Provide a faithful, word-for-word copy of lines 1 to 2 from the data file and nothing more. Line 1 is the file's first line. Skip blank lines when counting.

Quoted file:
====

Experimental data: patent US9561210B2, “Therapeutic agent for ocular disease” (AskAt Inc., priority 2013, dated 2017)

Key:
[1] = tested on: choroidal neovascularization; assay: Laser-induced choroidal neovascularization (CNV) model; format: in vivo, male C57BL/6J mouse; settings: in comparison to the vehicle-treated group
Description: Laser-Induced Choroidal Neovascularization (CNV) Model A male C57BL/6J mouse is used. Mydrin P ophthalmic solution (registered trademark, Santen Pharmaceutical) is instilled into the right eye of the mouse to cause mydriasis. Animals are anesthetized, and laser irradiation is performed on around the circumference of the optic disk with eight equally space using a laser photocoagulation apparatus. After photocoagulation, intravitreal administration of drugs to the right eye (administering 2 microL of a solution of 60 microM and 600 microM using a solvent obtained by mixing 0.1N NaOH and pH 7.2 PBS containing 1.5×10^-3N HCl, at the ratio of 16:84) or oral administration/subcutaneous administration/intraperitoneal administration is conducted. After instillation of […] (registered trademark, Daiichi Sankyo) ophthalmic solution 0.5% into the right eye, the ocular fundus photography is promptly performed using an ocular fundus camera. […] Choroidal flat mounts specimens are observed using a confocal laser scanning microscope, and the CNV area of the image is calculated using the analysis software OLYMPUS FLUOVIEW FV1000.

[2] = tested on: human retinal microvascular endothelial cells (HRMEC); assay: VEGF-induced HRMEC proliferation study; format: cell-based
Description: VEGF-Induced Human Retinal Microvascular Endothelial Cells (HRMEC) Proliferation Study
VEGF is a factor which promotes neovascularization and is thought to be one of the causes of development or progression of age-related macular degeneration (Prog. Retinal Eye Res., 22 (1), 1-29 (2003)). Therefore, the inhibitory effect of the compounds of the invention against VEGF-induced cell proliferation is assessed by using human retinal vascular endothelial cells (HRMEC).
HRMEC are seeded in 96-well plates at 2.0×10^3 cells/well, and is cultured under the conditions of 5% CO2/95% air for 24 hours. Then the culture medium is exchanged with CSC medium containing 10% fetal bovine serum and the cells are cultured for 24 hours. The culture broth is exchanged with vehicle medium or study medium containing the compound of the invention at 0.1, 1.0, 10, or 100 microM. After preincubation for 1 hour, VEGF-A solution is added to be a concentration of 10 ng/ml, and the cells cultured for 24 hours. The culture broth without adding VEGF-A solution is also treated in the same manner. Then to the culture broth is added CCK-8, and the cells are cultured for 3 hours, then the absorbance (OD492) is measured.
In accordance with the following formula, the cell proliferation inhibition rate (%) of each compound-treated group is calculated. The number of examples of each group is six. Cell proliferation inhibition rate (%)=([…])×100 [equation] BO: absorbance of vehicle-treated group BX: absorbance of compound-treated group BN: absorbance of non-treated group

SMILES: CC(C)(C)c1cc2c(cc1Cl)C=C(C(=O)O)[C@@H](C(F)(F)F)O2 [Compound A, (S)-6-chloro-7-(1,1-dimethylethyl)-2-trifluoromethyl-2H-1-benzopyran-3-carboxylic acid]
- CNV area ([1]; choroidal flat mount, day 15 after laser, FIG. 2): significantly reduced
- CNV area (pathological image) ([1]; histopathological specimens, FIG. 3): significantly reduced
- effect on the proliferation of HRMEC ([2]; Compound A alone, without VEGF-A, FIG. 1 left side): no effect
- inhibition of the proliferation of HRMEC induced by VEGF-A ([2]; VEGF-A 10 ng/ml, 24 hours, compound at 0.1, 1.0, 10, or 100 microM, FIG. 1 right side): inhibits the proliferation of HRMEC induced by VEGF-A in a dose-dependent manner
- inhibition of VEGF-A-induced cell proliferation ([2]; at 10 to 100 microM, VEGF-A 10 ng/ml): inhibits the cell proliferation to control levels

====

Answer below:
Experimental data: patent US9561210B2, “Therapeutic agent for ocular disease” (AskAt Inc., priority 2013, dated 2017)

Key: